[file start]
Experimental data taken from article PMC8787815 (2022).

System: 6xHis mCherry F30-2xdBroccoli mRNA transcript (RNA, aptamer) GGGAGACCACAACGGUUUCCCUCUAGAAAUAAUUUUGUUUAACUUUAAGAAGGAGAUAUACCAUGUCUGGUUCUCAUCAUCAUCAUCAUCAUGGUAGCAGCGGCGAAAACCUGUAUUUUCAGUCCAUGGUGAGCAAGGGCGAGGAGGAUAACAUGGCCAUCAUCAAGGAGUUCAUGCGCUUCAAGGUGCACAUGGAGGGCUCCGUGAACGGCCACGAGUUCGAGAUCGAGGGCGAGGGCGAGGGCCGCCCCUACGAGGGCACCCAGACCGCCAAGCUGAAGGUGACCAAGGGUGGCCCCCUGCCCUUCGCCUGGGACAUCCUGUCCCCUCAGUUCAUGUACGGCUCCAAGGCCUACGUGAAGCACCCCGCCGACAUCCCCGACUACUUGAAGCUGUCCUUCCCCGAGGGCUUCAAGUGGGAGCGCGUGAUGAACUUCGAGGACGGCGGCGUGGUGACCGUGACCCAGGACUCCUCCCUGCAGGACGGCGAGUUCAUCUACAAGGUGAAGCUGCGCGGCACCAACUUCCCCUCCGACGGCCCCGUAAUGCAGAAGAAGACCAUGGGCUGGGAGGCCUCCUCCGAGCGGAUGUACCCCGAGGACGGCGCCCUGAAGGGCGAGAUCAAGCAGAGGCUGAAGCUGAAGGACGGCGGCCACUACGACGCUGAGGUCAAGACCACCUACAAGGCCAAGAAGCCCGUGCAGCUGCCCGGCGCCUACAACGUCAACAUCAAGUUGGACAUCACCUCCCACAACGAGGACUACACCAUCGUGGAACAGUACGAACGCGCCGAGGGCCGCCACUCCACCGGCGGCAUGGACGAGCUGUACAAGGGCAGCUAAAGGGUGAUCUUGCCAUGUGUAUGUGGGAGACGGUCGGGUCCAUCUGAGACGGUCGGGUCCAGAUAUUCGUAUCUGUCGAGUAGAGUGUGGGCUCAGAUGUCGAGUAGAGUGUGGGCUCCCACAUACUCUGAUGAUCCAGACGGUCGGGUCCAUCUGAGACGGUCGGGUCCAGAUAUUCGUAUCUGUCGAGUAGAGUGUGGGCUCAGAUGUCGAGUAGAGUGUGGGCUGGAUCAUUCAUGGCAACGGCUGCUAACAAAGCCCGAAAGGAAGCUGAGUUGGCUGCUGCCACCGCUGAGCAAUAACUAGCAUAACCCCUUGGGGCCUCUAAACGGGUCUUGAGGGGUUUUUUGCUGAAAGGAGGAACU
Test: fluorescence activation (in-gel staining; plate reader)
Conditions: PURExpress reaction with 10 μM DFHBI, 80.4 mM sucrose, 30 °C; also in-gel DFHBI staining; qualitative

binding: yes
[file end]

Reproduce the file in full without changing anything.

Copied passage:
Experimental data taken from article PMC8787815 (2022).

System: 6xHis mCherry F30-2xdBroccoli mRNA transcript (RNA, aptamer) GGGAGACCACAACGGUUUCCCUCUAGAAAUAAUUUUGUUUAACUUUAAGAAGGAGAUAUACCAUGUCUGGUUCUCAUCAUCAUCAUCAUCAUGGUAGCAGCGGCGAAAACCUGUAUUUUCAGUCCAUGGUGAGCAAGGGCGAGGAGGAUAACAUGGCCAUCAUCAAGGAGUUCAUGCGCUUCAAGGUGCACAUGGAGGGCUCCGUGAACGGCCACGAGUUCGAGAUCGAGGGCGAGGGCGAGGGCCGCCCCUACGAGGGCACCCAGACCGCCAAGCUGAAGGUGACCAAGGGUGGCCCCCUGCCCUUCGCCUGGGACAUCCUGUCCCCUCAGUUCAUGUACGGCUCCAAGGCCUACGUGAAGCACCCCGCCGACAUCCCCGACUACUUGAAGCUGUCCUUCCCCGAGGGCUUCAAGUGGGAGCGCGUGAUGAACUUCGAGGACGGCGGCGUGGUGACCGUGACCCAGGACUCCUCCCUGCAGGACGGCGAGUUCAUCUACAAGGUGAAGCUGCGCGGCACCAACUUCCCCUCCGACGGCCCCGUAAUGCAGAAGAAGACCAUGGGCUGGGAGGCCUCCUCCGAGCGGAUGUACCCCGAGGACGGCGCCCUGAAGGGCGAGAUCAAGCAGAGGCUGAAGCUGAAGGACGGCGGCCACUACGACGCUGAGGUCAAGACCACCUACAAGGCCAAGAAGCCCGUGCAGCUGCCCGGCGCCUACAACGUCAACAUCAAGUUGGACAUCACCUCCCACAACGAGGACUACACCAUCGUGGAACAGUACGAACGCGCCGAGGGCCGCCACUCCACCGGCGGCAUGGACGAGCUGUACAAGGGCAGCUAAAGGGUGAUCUUGCCAUGUGUAUGUGGGAGACGGUCGGGUCCAUCUGAGACGGUCGGGUCCAGAUAUUCGUAUCUGUCGAGUAGAGUGUGGGCUCAGAUGUCGAGUAGAGUGUGGGCUCCCACAUACUCUGAUGAUCCAGACGGUCGGGUCCAUCUGAGACGGUCGGGUCCAGAUAUUCGUAUCUGUCGAGUAGAGUGUGGGCUCAGAUGUCGAGUAGAGUGUGGGCUGGAUCAUUCAUGGCAACGGCUGCUAACAAAGCCCGAAAGGAAGCUGAGUUGGCUGCUGCCACCGCUGAGCAAUAACUAGCAUAACCCCUUGGGGCCUCUAAACGGGUCUUGAGGGGUUUUUUGCUGAAAGGAGGAACU
Test: fluorescence activation (in-gel staining; plate reader)
Conditions: PURExpress reaction with 10 μM DFHBI, 80.4 mM sucrose, 30 °C; also in-gel DFHBI staining; qualitative

binding: yes